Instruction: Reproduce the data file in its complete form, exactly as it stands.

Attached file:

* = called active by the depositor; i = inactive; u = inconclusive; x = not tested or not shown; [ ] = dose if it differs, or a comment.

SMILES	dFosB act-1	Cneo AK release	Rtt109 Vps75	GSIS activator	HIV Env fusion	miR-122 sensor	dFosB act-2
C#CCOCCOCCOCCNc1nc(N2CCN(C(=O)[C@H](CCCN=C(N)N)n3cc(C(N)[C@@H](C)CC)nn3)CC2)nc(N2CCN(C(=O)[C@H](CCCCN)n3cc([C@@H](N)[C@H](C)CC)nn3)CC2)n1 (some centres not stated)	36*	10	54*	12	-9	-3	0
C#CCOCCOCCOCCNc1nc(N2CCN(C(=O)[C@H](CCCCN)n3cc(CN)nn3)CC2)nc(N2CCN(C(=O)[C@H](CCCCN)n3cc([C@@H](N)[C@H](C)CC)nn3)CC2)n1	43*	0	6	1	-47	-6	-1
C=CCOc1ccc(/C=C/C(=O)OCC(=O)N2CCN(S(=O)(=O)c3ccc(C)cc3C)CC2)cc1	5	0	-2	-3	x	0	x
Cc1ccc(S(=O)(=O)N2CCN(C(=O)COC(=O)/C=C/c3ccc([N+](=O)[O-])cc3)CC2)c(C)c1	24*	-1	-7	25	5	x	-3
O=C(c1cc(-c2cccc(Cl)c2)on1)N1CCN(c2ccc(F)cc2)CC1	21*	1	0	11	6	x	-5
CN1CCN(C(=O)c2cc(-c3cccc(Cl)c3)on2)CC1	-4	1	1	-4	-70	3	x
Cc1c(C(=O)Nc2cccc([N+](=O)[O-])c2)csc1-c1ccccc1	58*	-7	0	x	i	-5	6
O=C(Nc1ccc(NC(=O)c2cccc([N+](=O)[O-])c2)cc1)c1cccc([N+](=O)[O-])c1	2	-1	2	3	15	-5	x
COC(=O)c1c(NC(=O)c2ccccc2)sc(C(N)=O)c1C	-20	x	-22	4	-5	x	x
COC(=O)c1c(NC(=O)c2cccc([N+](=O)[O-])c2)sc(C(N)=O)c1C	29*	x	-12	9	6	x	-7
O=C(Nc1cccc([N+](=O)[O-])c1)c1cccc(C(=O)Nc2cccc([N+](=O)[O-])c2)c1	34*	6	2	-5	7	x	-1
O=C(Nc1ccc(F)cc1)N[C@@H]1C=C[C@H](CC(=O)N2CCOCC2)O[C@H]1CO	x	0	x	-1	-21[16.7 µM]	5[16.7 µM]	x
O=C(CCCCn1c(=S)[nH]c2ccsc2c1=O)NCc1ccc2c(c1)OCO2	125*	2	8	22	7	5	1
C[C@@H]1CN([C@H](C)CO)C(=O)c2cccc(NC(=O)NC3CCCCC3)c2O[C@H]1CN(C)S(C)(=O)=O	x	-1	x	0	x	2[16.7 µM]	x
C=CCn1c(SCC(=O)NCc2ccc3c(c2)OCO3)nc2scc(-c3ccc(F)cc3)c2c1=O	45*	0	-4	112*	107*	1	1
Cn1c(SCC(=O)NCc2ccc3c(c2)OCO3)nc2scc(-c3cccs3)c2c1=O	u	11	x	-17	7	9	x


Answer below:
* = called active by the depositor; i = inactive; u = inconclusive; x = not tested or not shown; [ ] = dose if it differs, or a comment.

SMILES	dFosB act-1	Cneo AK release	Rtt109 Vps75	GSIS activator	HIV Env fusion	miR-122 sensor	dFosB act-2
C#CCOCCOCCOCCNc1nc(N2CCN(C(=O)[C@H](CCCN=C(N)N)n3cc(C(N)[C@@H](C)CC)nn3)CC2)nc(N2CCN(C(=O)[C@H](CCCCN)n3cc([C@@H](N)[C@H](C)CC)nn3)CC2)n1 (some centres not stated)	36*	10	54*	12	-9	-3	0
C#CCOCCOCCOCCNc1nc(N2CCN(C(=O)[C@H](CCCCN)n3cc(CN)nn3)CC2)nc(N2CCN(C(=O)[C@H](CCCCN)n3cc([C@@H](N)[C@H](C)CC)nn3)CC2)n1	43*	0	6	1	-47	-6	-1
C=CCOc1ccc(/C=C/C(=O)OCC(=O)N2CCN(S(=O)(=O)c3ccc(C)cc3C)CC2)cc1	5	0	-2	-3	x	0	x
Cc1ccc(S(=O)(=O)N2CCN(C(=O)COC(=O)/C=C/c3ccc([N+](=O)[O-])cc3)CC2)c(C)c1	24*	-1	-7	25	5	x	-3
O=C(c1cc(-c2cccc(Cl)c2)on1)N1CCN(c2ccc(F)cc2)CC1	21*	1	0	11	6	x	-5
CN1CCN(C(=O)c2cc(-c3cccc(Cl)c3)on2)CC1	-4	1	1	-4	-70	3	x
Cc1c(C(=O)Nc2cccc([N+](=O)[O-])c2)csc1-c1ccccc1	58*	-7	0	x	i	-5	6
O=C(Nc1ccc(NC(=O)c2cccc([N+](=O)[O-])c2)cc1)c1cccc([N+](=O)[O-])c1	2	-1	2	3	15	-5	x
COC(=O)c1c(NC(=O)c2ccccc2)sc(C(N)=O)c1C	-20	x	-22	4	-5	x	x
COC(=O)c1c(NC(=O)c2cccc([N+](=O)[O-])c2)sc(C(N)=O)c1C	29*	x	-12	9	6	x	-7
O=C(Nc1cccc([N+](=O)[O-])c1)c1cccc(C(=O)Nc2cccc([N+](=O)[O-])c2)c1	34*	6	2	-5	7	x	-1
O=C(Nc1ccc(F)cc1)N[C@@H]1C=C[C@H](CC(=O)N2CCOCC2)O[C@H]1CO	x	0	x	-1	-21[16.7 µM]	5[16.7 µM]	x
O=C(CCCCn1c(=S)[nH]c2ccsc2c1=O)NCc1ccc2c(c1)OCO2	125*	2	8	22	7	5	1
C[C@@H]1CN([C@H](C)CO)C(=O)c2cccc(NC(=O)NC3CCCCC3)c2O[C@H]1CN(C)S(C)(=O)=O	x	-1	x	0	x	2[16.7 µM]	x
C=CCn1c(SCC(=O)NCc2ccc3c(c2)OCO3)nc2scc(-c3ccc(F)cc3)c2c1=O	45*	0	-4	112*	107*	1	1
Cn1c(SCC(=O)NCc2ccc3c(c2)OCO3)nc2scc(-c3cccs3)c2c1=O	u	11	x	-17	7	9	x